Dr. O’Lenick taught in the SLP program of Texas Christian University (TCU) for 18 years before joining USAHS. She is leading a shift in our MS-SLP curriculum such that students will begin learning about the various AAC devices in their first term, then get hands-on experience working with them during their residencies on the Austin or Dallas campus. She plans to invite guest symbol speakers for synchronous class sessions. She dispels “myth-understandings” about AAC and teaches students to “identify how the features of a given system align with the person’s wants, needs, and likes.”

The speech-language pathologist may work in an interprofessional team alongside a physical therapist, occupational therapist, educators, and family members to assess the client and provide them with a few speech-generating device options that match the features needed. Together, they conduct device trials, then make a collaborative decision with the client and family. However, Dr. O’Lenick cautions that “to decide on a device is the beginning of the person’s language development or rehabilitation—not the end.”

The SLP trains teachers and family members how to use the speech-generating device so they can model that use for the symbol speaker. The SLP may also teach them how to listen with greater patience, engagement, and respect.

Filling Gaps in Products and Services

Besides her work in the clinic and the classroom, Dr. O’Lenick is an innovator. She founded the company SymbolSpeak, which is developing an app that turns any iOS device into a speech-to-symbol translator using the leading AAC symbol systems. Designed for the communication partner, Symbol-It™ translates verbal speech to picture symbols at the speed of conversation. It’s the foundational technology of the nonprofit Halakah, which helps people share the Gospel with those who have or need augmentative communication. Dr. O’Lenick is an advisor to Halakah, and Chris Klein is on the board. She is also a founding board member of Hear MY Voice: Language Through AAC, a nonprofit that trains caregivers and educators to immerse in language using AAC.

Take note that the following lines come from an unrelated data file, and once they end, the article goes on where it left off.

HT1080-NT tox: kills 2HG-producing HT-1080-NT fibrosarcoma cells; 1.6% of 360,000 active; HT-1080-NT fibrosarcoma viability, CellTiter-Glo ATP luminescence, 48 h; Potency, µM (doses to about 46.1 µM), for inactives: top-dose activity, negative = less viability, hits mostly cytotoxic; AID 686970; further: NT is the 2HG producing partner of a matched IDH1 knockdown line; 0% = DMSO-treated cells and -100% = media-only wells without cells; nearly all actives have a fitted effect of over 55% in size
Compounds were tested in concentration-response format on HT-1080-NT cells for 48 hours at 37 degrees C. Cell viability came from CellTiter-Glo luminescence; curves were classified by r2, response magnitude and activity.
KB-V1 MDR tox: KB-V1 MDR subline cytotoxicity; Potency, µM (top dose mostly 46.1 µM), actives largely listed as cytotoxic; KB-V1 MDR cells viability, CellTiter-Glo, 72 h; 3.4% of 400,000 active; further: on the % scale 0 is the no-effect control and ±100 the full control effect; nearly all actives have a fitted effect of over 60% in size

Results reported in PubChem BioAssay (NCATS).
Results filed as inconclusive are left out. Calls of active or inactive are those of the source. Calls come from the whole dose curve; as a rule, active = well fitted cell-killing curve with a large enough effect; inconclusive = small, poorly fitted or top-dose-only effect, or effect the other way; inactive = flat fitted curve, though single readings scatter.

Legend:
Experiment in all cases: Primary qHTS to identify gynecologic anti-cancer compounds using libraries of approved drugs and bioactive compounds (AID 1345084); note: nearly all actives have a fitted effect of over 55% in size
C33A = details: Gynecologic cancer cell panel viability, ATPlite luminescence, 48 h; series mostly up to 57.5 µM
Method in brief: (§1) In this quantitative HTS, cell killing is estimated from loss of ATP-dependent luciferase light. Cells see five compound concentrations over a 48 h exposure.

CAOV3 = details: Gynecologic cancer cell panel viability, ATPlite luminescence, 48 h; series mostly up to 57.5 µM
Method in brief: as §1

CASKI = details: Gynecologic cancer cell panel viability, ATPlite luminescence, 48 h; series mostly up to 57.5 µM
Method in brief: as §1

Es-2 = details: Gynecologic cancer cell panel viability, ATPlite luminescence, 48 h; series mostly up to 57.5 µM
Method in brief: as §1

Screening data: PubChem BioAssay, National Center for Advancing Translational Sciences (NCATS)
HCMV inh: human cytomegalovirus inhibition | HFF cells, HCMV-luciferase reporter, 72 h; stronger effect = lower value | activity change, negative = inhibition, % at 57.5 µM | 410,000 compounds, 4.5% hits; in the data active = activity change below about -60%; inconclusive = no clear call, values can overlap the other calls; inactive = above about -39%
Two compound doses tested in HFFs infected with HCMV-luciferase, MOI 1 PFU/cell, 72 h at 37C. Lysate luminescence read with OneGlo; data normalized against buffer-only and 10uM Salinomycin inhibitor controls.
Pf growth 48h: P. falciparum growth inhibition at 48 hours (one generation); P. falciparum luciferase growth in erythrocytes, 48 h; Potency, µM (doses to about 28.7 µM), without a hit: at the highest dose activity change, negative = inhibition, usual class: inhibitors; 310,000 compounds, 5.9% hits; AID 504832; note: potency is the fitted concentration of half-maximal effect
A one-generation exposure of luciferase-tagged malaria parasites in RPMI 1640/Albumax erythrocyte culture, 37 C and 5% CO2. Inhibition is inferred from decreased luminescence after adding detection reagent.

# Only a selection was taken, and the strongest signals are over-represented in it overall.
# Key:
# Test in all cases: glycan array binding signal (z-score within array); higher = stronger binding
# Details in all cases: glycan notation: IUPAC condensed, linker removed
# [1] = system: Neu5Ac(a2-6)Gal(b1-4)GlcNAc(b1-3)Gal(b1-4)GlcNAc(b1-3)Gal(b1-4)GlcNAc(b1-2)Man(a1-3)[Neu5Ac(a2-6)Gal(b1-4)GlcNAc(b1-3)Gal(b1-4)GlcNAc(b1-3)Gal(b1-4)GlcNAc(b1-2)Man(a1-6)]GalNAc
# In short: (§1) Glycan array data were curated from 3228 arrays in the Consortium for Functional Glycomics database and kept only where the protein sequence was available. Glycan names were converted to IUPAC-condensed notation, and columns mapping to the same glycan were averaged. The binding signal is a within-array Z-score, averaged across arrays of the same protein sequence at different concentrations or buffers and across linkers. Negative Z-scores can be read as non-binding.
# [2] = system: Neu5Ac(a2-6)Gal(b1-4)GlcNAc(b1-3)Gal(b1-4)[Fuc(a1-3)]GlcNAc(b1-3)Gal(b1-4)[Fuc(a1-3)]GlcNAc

“When the goal is self-expression, I apply that lens to developing the tools and technology for new methods to support augmentative communication,” says Dr. O’Lenick. “It’s in those moments that innovations are born.”


The University of St. Augustine for Health Sciences (USAHS) offers a Master of Science in Speech-Language Pathology (MS-SLP) program. Designed for working students, the MS-SLP is an online program with four required on-campus residencies on either the USAHS Austin or Dallas campus. The program offers two intakes per year, in January and September. Join a collaborative cohort of peers who learn under the mentorship of expert faculty-practitioners. Prepare to make a difference in the lives of clients across the lifespan with a meaningful career in speech therapy! 

For students with a bachelor’s degree in a field other than communication sciences and disorders (CSD) or SLP and for students with a CSD or SLP degree whose undergraduate program did not include the required leveling coursework, we offer SLP leveling courses for completing the necessary prerequisites to enter the graduate program.



There could be an article about you here one day. Take charge of your own life-story!

Take charge of your own life-story

Request Information

More Speech-Language Pathology SLP Articles

Upcoming Speech-Language Pathology SLP events